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Texas bill grants officials greater authority to enforce quarantines
State officials would have greater authority to control disease outbreaks, including isolating Texans at risk of spreading Ebola or other infectious diseases, under proposed legislation that has drawn bipartisan support.
The bill, unveiled at news conference Wednesday, closely tracks recommendations from the Texas Task Force on Infectious Disease Preparedness and Response created in October when the nation’s first Ebola case was diagnosed in Dallas. The task force outlined problems in the state’s ability to respond and, with the bill, “we are trying to address the concerns raised last fall,” said state Sen. Charles Schwertner, R-Georgetown, who authored the legislation and described it at a Capitol news conference.
The bill includes provisions that would allow the governor to declare a state of infectious disease emergency; create a regional stockpile of personal protection equipment for health care workers and first responders; allow state authorities to detain a plane or other transportation carrier if someone on board has a serious communicable disease; allow authorities to test the blood of pets for disease without a control order; allow cremation of remains without authorization; and allow state authorities to quarantine people at risk of contracting or spreading a serious disease.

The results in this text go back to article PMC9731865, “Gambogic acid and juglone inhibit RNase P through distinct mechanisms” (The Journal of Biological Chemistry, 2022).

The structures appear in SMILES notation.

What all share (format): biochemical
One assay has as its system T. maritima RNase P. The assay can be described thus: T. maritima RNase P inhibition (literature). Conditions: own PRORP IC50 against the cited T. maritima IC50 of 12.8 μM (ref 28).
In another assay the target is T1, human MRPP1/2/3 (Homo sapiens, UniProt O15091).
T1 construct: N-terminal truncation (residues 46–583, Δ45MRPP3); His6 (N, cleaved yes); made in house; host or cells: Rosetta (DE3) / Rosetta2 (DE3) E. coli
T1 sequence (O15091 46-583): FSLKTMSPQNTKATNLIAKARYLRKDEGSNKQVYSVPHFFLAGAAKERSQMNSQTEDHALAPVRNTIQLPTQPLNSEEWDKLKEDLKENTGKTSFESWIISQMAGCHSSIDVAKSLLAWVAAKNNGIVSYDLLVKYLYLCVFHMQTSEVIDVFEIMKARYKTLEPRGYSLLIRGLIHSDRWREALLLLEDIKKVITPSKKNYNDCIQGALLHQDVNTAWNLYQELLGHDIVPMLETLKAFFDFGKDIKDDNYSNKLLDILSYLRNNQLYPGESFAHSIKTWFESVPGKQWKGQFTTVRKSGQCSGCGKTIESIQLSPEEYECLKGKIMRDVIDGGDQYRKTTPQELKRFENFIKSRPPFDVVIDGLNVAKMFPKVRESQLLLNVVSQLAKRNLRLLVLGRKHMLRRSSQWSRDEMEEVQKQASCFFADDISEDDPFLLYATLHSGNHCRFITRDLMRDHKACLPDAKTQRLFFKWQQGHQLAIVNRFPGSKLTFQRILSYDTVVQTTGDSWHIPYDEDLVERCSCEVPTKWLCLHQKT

Under current law, authorities can only enforce an isolation order if the person is caught violating it, said Dr. Brett Giroir, task force director and CEO of the Texas A&M Health Science Center.
The task force called it “critically important” to enforce such an order before someone can infect others, Giroir said. Under the bill, “they really have to stay in their homes, they’re not allowed to go to the state fair or get on buses or major transportation.”
That provision is likely to create the greatest debate, as quarantines did nationally last year.
Zachary Thompson, director of the Dallas County Department of Health and Human Services, said after attending the news conference that he supports the bill but wants local health officials to be granted the same quarantine authority. He was visiting lawmakers Wednesday to discuss that concern.
Giroir said Texas leaders have “taken to heart” lessons learned after Thomas Eric Duncan brought Ebola to Dallas from Liberia. He died after infecting two nurses, both of whom survived.
“Senate Bill 538 represents the next step in protecting Texans against infectious diseases like Ebola,” said Schwertner, flanked by several Republicans and Democrats on the Senate Health and Human Services Committee, which he chairs. “The bottom line is — protecting the public health and safety of Texas families is the highest responsibility of the state of Texas.”